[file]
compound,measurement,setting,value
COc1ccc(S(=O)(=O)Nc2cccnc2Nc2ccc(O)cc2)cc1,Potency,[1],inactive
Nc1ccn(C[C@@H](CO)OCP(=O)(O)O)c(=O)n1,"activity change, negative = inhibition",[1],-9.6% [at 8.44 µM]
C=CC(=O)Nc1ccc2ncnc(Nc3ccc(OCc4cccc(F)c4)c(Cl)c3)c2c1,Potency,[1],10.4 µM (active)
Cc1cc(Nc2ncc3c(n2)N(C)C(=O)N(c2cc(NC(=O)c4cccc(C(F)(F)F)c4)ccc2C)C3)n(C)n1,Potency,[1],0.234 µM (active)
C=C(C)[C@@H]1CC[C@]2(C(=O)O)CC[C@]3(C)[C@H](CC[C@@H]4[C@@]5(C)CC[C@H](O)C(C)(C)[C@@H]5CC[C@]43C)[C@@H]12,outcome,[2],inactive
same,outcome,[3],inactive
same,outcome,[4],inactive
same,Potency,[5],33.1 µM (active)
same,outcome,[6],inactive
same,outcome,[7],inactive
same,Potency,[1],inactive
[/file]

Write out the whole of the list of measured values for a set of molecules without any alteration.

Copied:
compound,measurement,setting,value
COc1ccc(S(=O)(=O)Nc2cccnc2Nc2ccc(O)cc2)cc1,Potency,[1],inactive
Nc1ccn(C[C@@H](CO)OCP(=O)(O)O)c(=O)n1,"activity change, negative = inhibition",[1],-9.6% [at 8.44 µM]
C=CC(=O)Nc1ccc2ncnc(Nc3ccc(OCc4cccc(F)c4)c(Cl)c3)c2c1,Potency,[1],10.4 µM (active)
Cc1cc(Nc2ncc3c(n2)N(C)C(=O)N(c2cc(NC(=O)c4cccc(C(F)(F)F)c4)ccc2C)C3)n(C)n1,Potency,[1],0.234 µM (active)
C=C(C)[C@@H]1CC[C@]2(C(=O)O)CC[C@]3(C)[C@H](CC[C@@H]4[C@@]5(C)CC[C@H](O)C(C)(C)[C@@H]5CC[C@]43C)[C@@H]12,outcome,[2],inactive
same,outcome,[3],inactive
same,outcome,[4],inactive
same,Potency,[5],33.1 µM (active)
same,outcome,[6],inactive
same,outcome,[7],inactive
same,Potency,[1],inactive